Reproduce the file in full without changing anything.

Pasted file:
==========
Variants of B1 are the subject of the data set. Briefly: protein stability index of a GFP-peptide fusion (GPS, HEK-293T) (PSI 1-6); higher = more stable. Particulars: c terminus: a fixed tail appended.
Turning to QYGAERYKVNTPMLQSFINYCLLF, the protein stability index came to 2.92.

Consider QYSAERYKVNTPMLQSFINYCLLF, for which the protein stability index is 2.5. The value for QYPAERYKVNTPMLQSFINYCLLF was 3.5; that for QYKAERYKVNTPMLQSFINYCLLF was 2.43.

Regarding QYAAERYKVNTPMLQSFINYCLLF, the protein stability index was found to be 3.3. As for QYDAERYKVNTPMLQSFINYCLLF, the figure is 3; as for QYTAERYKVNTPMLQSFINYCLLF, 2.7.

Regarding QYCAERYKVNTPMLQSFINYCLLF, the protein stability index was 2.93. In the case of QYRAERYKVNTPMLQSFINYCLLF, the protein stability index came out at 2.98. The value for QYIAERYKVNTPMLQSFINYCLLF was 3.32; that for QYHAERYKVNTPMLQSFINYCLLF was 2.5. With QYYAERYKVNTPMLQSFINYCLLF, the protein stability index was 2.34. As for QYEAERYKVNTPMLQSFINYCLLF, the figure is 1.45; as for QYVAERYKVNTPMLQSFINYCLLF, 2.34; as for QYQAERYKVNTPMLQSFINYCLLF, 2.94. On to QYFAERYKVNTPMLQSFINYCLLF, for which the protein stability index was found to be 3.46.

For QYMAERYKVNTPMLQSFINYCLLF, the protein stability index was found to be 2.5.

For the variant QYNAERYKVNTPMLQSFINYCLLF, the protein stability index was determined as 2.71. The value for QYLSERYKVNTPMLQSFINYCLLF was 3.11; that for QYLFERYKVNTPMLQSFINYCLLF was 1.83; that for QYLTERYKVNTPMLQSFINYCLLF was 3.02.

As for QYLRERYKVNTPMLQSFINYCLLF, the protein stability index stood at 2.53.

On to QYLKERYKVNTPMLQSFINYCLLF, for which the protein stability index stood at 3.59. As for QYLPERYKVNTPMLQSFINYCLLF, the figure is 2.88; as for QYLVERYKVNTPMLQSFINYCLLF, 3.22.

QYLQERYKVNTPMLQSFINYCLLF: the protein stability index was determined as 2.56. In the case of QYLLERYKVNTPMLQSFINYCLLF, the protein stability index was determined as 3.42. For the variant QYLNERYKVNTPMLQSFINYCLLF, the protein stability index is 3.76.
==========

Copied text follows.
Variants of B1 are the subject of the data set. Briefly: protein stability index of a GFP-peptide fusion (GPS, HEK-293T) (PSI 1-6); higher = more stable. Particulars: c terminus: a fixed tail appended.
Turning to QYGAERYKVNTPMLQSFINYCLLF, the protein stability index came to 2.92.

Consider QYSAERYKVNTPMLQSFINYCLLF, for which the protein stability index is 2.5. The value for QYPAERYKVNTPMLQSFINYCLLF was 3.5; that for QYKAERYKVNTPMLQSFINYCLLF was 2.43.

Regarding QYAAERYKVNTPMLQSFINYCLLF, the protein stability index was found to be 3.3. As for QYDAERYKVNTPMLQSFINYCLLF, the figure is 3; as for QYTAERYKVNTPMLQSFINYCLLF, 2.7.

Regarding QYCAERYKVNTPMLQSFINYCLLF, the protein stability index was 2.93. In the case of QYRAERYKVNTPMLQSFINYCLLF, the protein stability index came out at 2.98. The value for QYIAERYKVNTPMLQSFINYCLLF was 3.32; that for QYHAERYKVNTPMLQSFINYCLLF was 2.5. With QYYAERYKVNTPMLQSFINYCLLF, the protein stability index was 2.34. As for QYEAERYKVNTPMLQSFINYCLLF, the figure is 1.45; as for QYVAERYKVNTPMLQSFINYCLLF, 2.34; as for QYQAERYKVNTPMLQSFINYCLLF, 2.94. On to QYFAERYKVNTPMLQSFINYCLLF, for which the protein stability index was found to be 3.46.

For QYMAERYKVNTPMLQSFINYCLLF, the protein stability index was found to be 2.5.

For the variant QYNAERYKVNTPMLQSFINYCLLF, the protein stability index was determined as 2.71. The value for QYLSERYKVNTPMLQSFINYCLLF was 3.11; that for QYLFERYKVNTPMLQSFINYCLLF was 1.83; that for QYLTERYKVNTPMLQSFINYCLLF was 3.02.

As for QYLRERYKVNTPMLQSFINYCLLF, the protein stability index stood at 2.53.

On to QYLKERYKVNTPMLQSFINYCLLF, for which the protein stability index stood at 3.59. As for QYLPERYKVNTPMLQSFINYCLLF, the figure is 2.88; as for QYLVERYKVNTPMLQSFINYCLLF, 3.22.

QYLQERYKVNTPMLQSFINYCLLF: the protein stability index was determined as 2.56. In the case of QYLLERYKVNTPMLQSFINYCLLF, the protein stability index was determined as 3.42. For the variant QYLNERYKVNTPMLQSFINYCLLF, the protein stability index is 3.76.